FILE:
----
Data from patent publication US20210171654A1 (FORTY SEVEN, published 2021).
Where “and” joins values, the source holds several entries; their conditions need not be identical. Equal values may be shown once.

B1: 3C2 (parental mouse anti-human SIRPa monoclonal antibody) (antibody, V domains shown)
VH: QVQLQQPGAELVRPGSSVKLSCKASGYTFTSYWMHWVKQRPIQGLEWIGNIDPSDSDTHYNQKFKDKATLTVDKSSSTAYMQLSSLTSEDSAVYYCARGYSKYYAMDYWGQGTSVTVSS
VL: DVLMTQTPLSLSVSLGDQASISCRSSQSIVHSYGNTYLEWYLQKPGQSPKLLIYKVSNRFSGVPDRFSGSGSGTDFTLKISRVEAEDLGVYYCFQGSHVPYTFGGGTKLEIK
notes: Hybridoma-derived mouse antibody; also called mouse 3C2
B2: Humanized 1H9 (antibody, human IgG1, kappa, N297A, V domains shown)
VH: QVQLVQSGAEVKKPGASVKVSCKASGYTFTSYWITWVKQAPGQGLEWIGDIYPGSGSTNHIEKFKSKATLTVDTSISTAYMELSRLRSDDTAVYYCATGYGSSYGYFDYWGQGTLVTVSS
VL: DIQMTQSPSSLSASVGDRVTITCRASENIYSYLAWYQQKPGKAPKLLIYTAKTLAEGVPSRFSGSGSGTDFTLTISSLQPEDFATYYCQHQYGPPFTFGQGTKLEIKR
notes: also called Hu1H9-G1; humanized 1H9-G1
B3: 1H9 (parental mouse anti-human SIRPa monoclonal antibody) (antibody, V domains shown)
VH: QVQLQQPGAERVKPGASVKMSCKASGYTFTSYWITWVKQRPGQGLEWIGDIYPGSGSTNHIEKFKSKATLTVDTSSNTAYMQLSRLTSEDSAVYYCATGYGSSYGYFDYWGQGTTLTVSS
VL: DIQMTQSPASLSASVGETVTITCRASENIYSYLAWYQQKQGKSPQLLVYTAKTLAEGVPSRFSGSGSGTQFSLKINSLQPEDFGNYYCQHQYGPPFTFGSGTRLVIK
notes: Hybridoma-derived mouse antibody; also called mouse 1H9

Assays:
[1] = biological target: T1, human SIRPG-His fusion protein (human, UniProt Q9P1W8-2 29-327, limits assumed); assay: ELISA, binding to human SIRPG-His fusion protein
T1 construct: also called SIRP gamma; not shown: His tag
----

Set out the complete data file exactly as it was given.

Data from patent publication US20210171654A1 (FORTY SEVEN, published 2021).
Where “and” joins values, the source holds several entries; their conditions need not be identical. Equal values may be shown once.

B1: 3C2 (parental mouse anti-human SIRPa monoclonal antibody) (antibody, V domains shown)
VH: QVQLQQPGAELVRPGSSVKLSCKASGYTFTSYWMHWVKQRPIQGLEWIGNIDPSDSDTHYNQKFKDKATLTVDKSSSTAYMQLSSLTSEDSAVYYCARGYSKYYAMDYWGQGTSVTVSS
VL: DVLMTQTPLSLSVSLGDQASISCRSSQSIVHSYGNTYLEWYLQKPGQSPKLLIYKVSNRFSGVPDRFSGSGSGTDFTLKISRVEAEDLGVYYCFQGSHVPYTFGGGTKLEIK
notes: Hybridoma-derived mouse antibody; also called mouse 3C2
B2: Humanized 1H9 (antibody, human IgG1, kappa, N297A, V domains shown)
VH: QVQLVQSGAEVKKPGASVKVSCKASGYTFTSYWITWVKQAPGQGLEWIGDIYPGSGSTNHIEKFKSKATLTVDTSISTAYMELSRLRSDDTAVYYCATGYGSSYGYFDYWGQGTLVTVSS
VL: DIQMTQSPSSLSASVGDRVTITCRASENIYSYLAWYQQKPGKAPKLLIYTAKTLAEGVPSRFSGSGSGTDFTLTISSLQPEDFATYYCQHQYGPPFTFGQGTKLEIKR
notes: also called Hu1H9-G1; humanized 1H9-G1
B3: 1H9 (parental mouse anti-human SIRPa monoclonal antibody) (antibody, V domains shown)
VH: QVQLQQPGAERVKPGASVKMSCKASGYTFTSYWITWVKQRPGQGLEWIGDIYPGSGSTNHIEKFKSKATLTVDTSSNTAYMQLSRLTSEDSAVYYCATGYGSSYGYFDYWGQGTTLTVSS
VL: DIQMTQSPASLSASVGETVTITCRASENIYSYLAWYQQKQGKSPQLLVYTAKTLAEGVPSRFSGSGSGTQFSLKINSLQPEDFGNYYCQHQYGPPFTFGSGTRLVIK
notes: Hybridoma-derived mouse antibody; also called mouse 1H9

Assays:
[1] = biological target: T1, human SIRPG-His fusion protein (human, UniProt Q9P1W8-2 29-327, limits assumed); assay: ELISA, binding to human SIRPG-His fusion protein
T1 construct: also called SIRP gamma; not shown: His tag